The Japan Aerospace Exploration Agency on Saturday launched the SOLAR-B observation satellite into orbit, where it will study the sun’s magnetic field.
An M-V solid-fuel rocket, Japan’s last, carrying the satellite lifted off from Uchinoura Space Center in Kagoshima Prefecture on schedule at 6:36 a.m., according to a live Web broadcast.
The agency, known as JAXA, confirmed on its Web site that the satellite separated from the rocket and its solar panels have been deployed.
The 900-kg SOLAR-B, jointly developed by Japan, the United States and Britain, incorporates a set of optical, extreme ultraviolet and X-ray instruments designed to investigate the sun’s magnetic field, according to JAXA.
Scientists hope the satellite will help them understand the origin and consequences of active phenomena that take place in the corona by surveying the visible surface of the sun, the agency said, adding it will be able to observe the sun continuously for eight months a year.
The SOLAR-B is set to start full-scale observations around November by achieving an altitude of 630 km.
The satellite was nicknamed Hinode, meaning sunrise in Japanese, in the hope it will open up a new era of solar physics at JAXA.
It succeeds the SOLAR-A satellite, another multinational project which operated from 1991 to 2001.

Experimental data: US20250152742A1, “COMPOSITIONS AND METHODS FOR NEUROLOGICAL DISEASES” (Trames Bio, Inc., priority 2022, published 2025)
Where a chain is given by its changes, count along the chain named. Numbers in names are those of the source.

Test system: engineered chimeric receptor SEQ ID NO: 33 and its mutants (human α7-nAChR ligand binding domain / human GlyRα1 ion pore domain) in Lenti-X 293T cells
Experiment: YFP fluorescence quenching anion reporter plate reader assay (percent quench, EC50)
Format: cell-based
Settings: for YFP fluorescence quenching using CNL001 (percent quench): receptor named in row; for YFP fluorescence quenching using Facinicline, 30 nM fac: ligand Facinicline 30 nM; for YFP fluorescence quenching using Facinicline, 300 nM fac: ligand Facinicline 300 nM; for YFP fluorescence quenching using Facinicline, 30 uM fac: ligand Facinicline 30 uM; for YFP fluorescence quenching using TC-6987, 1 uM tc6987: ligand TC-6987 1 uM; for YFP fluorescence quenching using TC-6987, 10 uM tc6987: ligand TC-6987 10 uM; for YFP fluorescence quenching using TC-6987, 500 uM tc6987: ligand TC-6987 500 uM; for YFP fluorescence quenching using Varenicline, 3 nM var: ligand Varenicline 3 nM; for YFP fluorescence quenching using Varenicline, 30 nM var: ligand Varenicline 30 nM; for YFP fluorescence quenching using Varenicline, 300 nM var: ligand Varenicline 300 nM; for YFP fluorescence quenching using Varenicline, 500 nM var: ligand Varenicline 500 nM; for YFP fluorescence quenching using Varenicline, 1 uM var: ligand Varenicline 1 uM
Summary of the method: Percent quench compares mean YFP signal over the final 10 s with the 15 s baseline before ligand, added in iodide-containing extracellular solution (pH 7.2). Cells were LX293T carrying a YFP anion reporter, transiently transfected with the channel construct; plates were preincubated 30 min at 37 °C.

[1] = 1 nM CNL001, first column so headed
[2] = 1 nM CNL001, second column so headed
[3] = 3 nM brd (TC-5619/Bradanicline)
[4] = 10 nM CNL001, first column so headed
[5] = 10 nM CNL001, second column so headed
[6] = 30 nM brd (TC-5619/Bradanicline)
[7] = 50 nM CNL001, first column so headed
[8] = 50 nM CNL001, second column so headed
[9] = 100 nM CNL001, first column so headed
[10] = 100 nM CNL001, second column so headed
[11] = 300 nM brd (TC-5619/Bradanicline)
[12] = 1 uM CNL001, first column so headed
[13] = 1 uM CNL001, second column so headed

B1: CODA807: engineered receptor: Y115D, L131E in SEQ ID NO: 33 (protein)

The agency plans to use the satellite for at least three years.
JAXA earlier this year decided to stop producing M-V rockets in fiscal 2006 and replace them with cheaper rockets beginning in the next fiscal year.
The agency made the decision because the M-V rocket, capable of putting satellites of up to 1.8 tons into orbit at a height of 250 km, costs 7 billion yen per launch.
The Education, Culture, Sports, Science and Technology Ministry is planning to develop new rockets that have less power and keep the cost around 2.5 billion yen per satellite launch, starting in fiscal 2007, which begins next April.
It plans to use the technologies of both the M-V and H-IIA rockets in developing the new rockets.
The M-V launched Saturday is the last one.
It is a three-stage rocket developed by the Institute of Space and Aeronautical Science, which later merged into JAXA. Six M-Vs were launched between 1997 and last February. All but one, in 2000, were successful.
The rocket’s launch follows a string of successes for the agency, which has struggled in the past.
Two H-IIA rockets from launched the remote, southern island of Tanegashima in the prefecture in January and February, each carrying observation satellites.
Japan has recently been racing to catch up with China, a regional rival that has put astronauts in space twice since 2003 — only the third country to send a human into orbit on its own after Russia and the U.S.
Following Beijing’s success, Japan — which put its first satellite in orbit in 1972 — said it was reconsidering its focus on unmanned missions, announcing plans to send its first astronauts into space and set up a base on the moon by 2025.
Earlier this month, the agency also launched its third intelligence-gathering satellite amid concerns over neighboring North Korea’s nuclear weapons and missile programs.
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